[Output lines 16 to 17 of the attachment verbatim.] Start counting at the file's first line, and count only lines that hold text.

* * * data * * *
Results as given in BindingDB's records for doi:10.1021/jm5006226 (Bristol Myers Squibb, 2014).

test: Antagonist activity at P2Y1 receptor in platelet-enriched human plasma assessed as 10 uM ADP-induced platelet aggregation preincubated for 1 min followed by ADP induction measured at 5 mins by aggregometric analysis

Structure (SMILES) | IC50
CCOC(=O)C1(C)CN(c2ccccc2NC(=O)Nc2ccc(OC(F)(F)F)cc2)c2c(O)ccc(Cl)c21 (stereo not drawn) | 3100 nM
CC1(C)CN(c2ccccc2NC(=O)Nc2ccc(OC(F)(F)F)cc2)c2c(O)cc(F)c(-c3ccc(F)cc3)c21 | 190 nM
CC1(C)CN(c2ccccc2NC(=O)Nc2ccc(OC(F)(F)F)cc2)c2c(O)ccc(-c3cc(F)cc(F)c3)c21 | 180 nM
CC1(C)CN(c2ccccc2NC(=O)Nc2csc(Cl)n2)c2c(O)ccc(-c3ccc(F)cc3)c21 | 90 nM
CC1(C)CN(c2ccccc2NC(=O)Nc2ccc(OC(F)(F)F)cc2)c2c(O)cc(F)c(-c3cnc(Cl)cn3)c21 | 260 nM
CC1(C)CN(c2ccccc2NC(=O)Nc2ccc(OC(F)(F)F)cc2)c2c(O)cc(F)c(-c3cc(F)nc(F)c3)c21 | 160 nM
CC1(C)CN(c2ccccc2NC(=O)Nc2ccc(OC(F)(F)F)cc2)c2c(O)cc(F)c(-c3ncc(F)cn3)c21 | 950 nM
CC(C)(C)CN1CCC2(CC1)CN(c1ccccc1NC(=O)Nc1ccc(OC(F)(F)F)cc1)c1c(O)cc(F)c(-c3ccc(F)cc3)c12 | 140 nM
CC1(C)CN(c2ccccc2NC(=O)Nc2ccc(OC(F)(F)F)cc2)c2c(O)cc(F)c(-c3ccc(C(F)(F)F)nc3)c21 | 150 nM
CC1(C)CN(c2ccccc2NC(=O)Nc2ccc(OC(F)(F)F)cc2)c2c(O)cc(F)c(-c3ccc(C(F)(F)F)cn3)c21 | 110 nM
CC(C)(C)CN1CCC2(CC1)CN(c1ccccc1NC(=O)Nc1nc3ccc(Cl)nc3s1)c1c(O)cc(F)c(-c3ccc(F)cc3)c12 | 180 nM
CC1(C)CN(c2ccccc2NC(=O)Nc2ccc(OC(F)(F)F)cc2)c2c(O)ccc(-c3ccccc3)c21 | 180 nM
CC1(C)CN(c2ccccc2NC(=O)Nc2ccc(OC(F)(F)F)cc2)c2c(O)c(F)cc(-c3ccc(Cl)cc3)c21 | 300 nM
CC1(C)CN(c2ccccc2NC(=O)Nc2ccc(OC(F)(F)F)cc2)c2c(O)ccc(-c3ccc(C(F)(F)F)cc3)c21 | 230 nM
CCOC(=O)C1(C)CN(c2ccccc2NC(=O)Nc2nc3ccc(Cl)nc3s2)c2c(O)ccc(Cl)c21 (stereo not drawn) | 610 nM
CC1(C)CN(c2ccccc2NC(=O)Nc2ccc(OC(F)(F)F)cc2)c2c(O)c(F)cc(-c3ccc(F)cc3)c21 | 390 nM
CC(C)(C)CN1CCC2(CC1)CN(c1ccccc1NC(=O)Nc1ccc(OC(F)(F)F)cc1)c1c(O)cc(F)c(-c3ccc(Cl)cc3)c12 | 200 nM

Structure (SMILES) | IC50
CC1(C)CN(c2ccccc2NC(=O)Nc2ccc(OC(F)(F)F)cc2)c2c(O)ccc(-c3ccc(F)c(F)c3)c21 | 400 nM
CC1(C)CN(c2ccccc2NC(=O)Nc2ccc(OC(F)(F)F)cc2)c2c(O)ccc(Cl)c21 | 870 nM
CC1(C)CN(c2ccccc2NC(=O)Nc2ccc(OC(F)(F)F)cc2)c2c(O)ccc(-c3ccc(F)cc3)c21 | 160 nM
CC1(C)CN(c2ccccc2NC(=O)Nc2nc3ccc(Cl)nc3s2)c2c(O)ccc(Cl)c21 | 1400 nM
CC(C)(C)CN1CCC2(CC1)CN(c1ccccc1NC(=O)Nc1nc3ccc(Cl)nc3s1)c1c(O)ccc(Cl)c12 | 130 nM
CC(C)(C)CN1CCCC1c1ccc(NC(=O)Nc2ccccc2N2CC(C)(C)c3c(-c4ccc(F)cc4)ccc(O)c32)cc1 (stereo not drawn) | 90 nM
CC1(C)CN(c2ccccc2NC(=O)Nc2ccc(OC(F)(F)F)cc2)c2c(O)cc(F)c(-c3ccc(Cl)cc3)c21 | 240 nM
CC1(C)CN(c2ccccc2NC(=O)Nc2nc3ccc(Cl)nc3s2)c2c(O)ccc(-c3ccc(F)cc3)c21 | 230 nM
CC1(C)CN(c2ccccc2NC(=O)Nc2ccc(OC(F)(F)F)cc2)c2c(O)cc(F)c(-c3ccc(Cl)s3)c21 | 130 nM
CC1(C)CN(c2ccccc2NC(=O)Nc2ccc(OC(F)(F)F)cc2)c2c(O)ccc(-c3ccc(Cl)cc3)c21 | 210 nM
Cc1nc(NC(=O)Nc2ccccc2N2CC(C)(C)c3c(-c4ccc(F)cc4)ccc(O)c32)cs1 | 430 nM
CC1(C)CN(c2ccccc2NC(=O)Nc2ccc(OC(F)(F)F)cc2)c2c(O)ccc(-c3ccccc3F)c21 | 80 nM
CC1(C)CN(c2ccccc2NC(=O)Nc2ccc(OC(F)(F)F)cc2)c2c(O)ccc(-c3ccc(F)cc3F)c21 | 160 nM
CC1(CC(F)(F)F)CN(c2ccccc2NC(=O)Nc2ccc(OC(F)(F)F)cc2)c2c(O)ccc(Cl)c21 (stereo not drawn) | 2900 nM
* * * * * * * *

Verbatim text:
CC1(C)CN(c2ccccc2NC(=O)Nc2ccc(OC(F)(F)F)cc2)c2c(O)c(F)cc(-c3ccc(Cl)cc3)c21 | 300 nM
CC1(C)CN(c2ccccc2NC(=O)Nc2ccc(OC(F)(F)F)cc2)c2c(O)ccc(-c3ccc(C(F)(F)F)cc3)c21 | 230 nM